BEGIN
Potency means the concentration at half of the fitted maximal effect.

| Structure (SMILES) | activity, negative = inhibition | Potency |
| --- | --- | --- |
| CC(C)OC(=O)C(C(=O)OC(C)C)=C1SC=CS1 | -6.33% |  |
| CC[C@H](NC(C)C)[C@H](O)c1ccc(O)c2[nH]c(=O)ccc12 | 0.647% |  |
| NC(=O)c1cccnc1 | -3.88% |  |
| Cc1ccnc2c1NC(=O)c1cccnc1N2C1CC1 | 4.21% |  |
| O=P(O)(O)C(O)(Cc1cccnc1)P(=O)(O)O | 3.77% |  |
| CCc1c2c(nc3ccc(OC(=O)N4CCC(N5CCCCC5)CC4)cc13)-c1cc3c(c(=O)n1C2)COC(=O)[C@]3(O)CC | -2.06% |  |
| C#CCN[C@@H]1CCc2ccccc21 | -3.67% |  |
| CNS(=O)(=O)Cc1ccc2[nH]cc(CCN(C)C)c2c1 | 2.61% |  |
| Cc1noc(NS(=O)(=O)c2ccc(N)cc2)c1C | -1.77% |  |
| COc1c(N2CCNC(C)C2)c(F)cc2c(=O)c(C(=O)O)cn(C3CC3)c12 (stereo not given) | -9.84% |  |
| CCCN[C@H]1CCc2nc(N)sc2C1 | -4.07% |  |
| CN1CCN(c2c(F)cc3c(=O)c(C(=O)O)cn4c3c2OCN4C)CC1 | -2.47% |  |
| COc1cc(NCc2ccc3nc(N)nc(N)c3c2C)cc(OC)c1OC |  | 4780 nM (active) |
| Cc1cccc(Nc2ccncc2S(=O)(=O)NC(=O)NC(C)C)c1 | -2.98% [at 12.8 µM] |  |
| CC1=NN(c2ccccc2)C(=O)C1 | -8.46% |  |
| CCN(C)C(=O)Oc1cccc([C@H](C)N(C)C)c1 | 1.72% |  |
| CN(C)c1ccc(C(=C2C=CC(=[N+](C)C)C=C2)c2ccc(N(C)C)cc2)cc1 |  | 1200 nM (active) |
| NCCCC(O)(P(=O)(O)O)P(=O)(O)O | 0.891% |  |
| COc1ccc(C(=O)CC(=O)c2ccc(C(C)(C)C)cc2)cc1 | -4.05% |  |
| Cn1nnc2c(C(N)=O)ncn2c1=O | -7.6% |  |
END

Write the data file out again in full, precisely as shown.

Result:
Potency means the concentration at half of the fitted maximal effect.

| Structure (SMILES) | activity, negative = inhibition | Potency |
| --- | --- | --- |
| CC(C)OC(=O)C(C(=O)OC(C)C)=C1SC=CS1 | -6.33% |  |
| CC[C@H](NC(C)C)[C@H](O)c1ccc(O)c2[nH]c(=O)ccc12 | 0.647% |  |
| NC(=O)c1cccnc1 | -3.88% |  |
| Cc1ccnc2c1NC(=O)c1cccnc1N2C1CC1 | 4.21% |  |
| O=P(O)(O)C(O)(Cc1cccnc1)P(=O)(O)O | 3.77% |  |
| CCc1c2c(nc3ccc(OC(=O)N4CCC(N5CCCCC5)CC4)cc13)-c1cc3c(c(=O)n1C2)COC(=O)[C@]3(O)CC | -2.06% |  |
| C#CCN[C@@H]1CCc2ccccc21 | -3.67% |  |
| CNS(=O)(=O)Cc1ccc2[nH]cc(CCN(C)C)c2c1 | 2.61% |  |
| Cc1noc(NS(=O)(=O)c2ccc(N)cc2)c1C | -1.77% |  |
| COc1c(N2CCNC(C)C2)c(F)cc2c(=O)c(C(=O)O)cn(C3CC3)c12 (stereo not given) | -9.84% |  |
| CCCN[C@H]1CCc2nc(N)sc2C1 | -4.07% |  |
| CN1CCN(c2c(F)cc3c(=O)c(C(=O)O)cn4c3c2OCN4C)CC1 | -2.47% |  |
| COc1cc(NCc2ccc3nc(N)nc(N)c3c2C)cc(OC)c1OC |  | 4780 nM (active) |
| Cc1cccc(Nc2ccncc2S(=O)(=O)NC(=O)NC(C)C)c1 | -2.98% [at 12.8 µM] |  |
| CC1=NN(c2ccccc2)C(=O)C1 | -8.46% |  |
| CCN(C)C(=O)Oc1cccc([C@H](C)N(C)C)c1 | 1.72% |  |
| CN(C)c1ccc(C(=C2C=CC(=[N+](C)C)C=C2)c2ccc(N(C)C)cc2)cc1 |  | 1200 nM (active) |
| NCCCC(O)(P(=O)(O)O)P(=O)(O)O | 0.891% |  |
| COc1ccc(C(=O)CC(=O)c2ccc(C(C)(C)C)cc2)cc1 | -4.05% |  |
| Cn1nnc2c(C(N)=O)ncn2c1=O | -7.6% |  |